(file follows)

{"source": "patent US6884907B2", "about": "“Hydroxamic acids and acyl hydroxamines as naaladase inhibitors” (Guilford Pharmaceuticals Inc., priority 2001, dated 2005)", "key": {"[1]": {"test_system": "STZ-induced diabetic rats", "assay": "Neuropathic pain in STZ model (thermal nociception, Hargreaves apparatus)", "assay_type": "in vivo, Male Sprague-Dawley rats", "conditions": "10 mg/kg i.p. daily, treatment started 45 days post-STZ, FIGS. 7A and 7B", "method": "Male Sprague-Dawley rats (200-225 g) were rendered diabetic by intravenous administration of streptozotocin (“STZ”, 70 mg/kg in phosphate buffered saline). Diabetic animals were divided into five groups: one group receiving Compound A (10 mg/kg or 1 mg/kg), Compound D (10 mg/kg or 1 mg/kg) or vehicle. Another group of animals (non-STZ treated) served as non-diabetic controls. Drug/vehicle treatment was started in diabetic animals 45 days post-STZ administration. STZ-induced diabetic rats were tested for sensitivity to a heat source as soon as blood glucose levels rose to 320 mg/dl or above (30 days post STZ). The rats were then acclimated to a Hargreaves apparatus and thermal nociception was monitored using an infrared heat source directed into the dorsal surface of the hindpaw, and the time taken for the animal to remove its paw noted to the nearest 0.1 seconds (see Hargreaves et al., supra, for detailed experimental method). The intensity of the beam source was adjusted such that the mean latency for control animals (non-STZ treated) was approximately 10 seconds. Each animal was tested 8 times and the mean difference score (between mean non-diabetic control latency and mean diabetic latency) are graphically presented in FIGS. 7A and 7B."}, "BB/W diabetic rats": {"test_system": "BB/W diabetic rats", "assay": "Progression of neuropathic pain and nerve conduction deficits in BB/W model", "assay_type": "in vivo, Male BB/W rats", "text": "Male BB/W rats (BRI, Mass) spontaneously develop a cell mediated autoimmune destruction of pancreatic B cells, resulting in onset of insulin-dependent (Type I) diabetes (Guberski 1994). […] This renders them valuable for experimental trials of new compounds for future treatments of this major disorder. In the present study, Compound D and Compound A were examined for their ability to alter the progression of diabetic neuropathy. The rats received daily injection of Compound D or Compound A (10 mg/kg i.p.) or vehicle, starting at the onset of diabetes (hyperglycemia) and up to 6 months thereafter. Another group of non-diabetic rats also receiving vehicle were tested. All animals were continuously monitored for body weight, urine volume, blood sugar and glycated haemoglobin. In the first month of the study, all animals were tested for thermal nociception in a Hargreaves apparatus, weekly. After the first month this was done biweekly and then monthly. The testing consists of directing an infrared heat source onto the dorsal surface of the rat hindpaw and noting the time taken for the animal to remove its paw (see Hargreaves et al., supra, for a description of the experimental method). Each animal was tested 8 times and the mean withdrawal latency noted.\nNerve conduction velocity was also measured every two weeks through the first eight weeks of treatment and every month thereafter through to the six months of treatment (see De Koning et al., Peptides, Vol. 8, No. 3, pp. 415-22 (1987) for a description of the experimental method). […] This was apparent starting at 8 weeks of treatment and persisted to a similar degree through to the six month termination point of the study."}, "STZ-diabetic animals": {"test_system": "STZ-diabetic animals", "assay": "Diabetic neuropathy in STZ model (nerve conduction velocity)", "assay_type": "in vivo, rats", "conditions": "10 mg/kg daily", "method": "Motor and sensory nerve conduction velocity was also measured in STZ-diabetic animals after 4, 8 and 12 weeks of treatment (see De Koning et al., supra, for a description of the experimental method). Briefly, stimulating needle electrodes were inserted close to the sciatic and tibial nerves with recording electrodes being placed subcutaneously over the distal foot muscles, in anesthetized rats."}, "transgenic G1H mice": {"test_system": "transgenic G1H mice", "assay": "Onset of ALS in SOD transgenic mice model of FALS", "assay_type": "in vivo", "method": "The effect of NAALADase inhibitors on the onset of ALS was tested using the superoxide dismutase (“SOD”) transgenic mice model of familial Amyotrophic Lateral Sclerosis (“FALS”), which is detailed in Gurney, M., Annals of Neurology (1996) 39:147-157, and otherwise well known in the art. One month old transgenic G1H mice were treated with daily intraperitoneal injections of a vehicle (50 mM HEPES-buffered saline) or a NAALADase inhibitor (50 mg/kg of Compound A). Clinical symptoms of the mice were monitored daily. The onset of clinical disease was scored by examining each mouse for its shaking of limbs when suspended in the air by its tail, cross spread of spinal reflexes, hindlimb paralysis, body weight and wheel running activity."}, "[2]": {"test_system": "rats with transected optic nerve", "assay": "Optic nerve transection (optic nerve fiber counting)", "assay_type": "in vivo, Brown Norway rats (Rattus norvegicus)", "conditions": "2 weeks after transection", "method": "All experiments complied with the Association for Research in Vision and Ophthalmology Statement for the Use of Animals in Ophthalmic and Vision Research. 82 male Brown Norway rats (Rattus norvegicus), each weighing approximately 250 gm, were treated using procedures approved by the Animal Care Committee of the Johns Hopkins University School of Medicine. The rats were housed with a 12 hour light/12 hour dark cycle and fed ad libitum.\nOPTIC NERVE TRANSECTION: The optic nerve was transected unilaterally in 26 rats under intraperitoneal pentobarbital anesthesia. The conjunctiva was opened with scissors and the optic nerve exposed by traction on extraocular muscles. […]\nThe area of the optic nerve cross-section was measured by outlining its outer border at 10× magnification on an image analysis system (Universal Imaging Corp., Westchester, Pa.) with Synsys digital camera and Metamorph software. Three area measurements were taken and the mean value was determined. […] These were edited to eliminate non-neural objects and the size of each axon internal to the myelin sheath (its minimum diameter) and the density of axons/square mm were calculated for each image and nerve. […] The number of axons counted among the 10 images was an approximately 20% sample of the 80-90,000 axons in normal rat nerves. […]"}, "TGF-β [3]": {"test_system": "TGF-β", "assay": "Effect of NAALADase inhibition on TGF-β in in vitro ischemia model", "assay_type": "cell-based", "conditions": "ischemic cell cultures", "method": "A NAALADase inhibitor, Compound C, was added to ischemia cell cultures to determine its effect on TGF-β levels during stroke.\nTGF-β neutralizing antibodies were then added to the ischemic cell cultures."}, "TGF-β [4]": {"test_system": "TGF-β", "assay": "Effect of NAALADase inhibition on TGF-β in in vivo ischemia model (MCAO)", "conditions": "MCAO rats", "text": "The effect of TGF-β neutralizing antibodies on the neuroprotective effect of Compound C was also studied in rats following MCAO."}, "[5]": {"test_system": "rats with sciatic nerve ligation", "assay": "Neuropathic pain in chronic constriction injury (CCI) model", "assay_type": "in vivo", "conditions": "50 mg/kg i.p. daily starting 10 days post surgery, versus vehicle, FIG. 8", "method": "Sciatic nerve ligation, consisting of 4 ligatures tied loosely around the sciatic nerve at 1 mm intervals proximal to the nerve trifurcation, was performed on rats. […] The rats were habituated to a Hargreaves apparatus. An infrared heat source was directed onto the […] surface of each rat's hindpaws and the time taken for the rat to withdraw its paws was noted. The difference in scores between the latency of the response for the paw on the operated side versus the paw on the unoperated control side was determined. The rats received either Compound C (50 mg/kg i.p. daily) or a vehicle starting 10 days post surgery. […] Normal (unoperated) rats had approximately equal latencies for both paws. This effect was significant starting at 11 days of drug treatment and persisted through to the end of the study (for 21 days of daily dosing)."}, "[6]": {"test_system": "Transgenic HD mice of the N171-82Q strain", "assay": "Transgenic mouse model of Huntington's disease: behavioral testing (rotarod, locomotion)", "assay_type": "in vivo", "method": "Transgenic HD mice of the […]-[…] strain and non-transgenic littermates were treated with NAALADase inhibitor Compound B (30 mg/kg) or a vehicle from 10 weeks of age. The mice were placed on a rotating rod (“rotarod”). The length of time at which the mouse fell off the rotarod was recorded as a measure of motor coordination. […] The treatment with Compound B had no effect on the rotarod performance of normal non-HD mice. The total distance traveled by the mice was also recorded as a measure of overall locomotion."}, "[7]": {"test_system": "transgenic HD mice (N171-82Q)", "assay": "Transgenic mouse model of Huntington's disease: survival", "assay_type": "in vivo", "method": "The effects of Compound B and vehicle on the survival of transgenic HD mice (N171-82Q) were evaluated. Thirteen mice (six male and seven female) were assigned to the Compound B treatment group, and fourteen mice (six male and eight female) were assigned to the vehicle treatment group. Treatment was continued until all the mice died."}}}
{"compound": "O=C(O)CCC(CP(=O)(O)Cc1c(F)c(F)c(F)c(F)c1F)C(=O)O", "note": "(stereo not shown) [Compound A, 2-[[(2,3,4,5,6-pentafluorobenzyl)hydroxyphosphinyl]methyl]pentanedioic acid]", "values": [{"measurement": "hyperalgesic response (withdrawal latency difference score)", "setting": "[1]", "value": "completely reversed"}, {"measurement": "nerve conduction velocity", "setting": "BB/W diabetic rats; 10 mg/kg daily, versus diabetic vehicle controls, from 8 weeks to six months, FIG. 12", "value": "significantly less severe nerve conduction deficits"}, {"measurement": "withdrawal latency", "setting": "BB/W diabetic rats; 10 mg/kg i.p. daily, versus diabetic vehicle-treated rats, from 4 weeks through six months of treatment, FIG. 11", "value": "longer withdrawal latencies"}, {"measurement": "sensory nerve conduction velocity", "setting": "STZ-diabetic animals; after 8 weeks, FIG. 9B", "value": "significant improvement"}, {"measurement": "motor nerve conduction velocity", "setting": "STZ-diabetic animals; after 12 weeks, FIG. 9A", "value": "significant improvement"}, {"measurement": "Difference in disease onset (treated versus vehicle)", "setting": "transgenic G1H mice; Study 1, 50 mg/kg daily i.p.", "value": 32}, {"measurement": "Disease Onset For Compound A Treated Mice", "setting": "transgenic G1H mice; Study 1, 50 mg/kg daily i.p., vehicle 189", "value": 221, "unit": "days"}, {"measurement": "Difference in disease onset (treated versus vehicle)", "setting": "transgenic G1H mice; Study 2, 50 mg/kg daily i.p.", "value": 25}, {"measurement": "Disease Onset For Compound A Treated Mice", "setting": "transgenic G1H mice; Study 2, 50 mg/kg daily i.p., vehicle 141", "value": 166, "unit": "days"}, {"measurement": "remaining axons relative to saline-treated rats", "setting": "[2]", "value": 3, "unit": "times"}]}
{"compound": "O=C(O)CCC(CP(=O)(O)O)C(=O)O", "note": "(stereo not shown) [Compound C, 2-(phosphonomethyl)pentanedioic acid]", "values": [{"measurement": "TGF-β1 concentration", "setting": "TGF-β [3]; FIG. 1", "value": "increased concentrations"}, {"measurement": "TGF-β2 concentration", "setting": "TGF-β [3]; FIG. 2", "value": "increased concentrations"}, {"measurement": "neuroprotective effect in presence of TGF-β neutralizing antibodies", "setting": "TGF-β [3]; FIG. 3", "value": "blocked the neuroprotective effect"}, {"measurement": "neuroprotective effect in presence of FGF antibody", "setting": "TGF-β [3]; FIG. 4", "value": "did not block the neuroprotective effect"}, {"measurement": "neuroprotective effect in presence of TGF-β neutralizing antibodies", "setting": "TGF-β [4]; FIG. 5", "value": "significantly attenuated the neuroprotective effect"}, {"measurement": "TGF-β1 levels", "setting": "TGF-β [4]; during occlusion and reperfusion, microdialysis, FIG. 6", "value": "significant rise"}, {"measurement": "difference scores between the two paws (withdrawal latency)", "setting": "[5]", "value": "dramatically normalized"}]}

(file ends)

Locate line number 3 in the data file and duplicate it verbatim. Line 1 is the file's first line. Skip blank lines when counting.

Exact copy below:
{"compound": "O=C(O)CCC(CP(=O)(O)O)C(=O)O", "note": "(stereo not shown) [Compound C, 2-(phosphonomethyl)pentanedioic acid]", "values": [{"measurement": "TGF-β1 concentration", "setting": "TGF-β [3]; FIG. 1", "value": "increased concentrations"}, {"measurement": "TGF-β2 concentration", "setting": "TGF-β [3]; FIG. 2", "value": "increased concentrations"}, {"measurement": "neuroprotective effect in presence of TGF-β neutralizing antibodies", "setting": "TGF-β [3]; FIG. 3", "value": "blocked the neuroprotective effect"}, {"measurement": "neuroprotective effect in presence of FGF antibody", "setting": "TGF-β [3]; FIG. 4", "value": "did not block the neuroprotective effect"}, {"measurement": "neuroprotective effect in presence of TGF-β neutralizing antibodies", "setting": "TGF-β [4]; FIG. 5", "value": "significantly attenuated the neuroprotective effect"}, {"measurement": "TGF-β1 levels", "setting": "TGF-β [4]; during occlusion and reperfusion, microdialysis, FIG. 6", "value": "significant rise"}, {"measurement": "difference scores between the two paws (withdrawal latency)", "setting": "[5]", "value": "dramatically normalized"}]}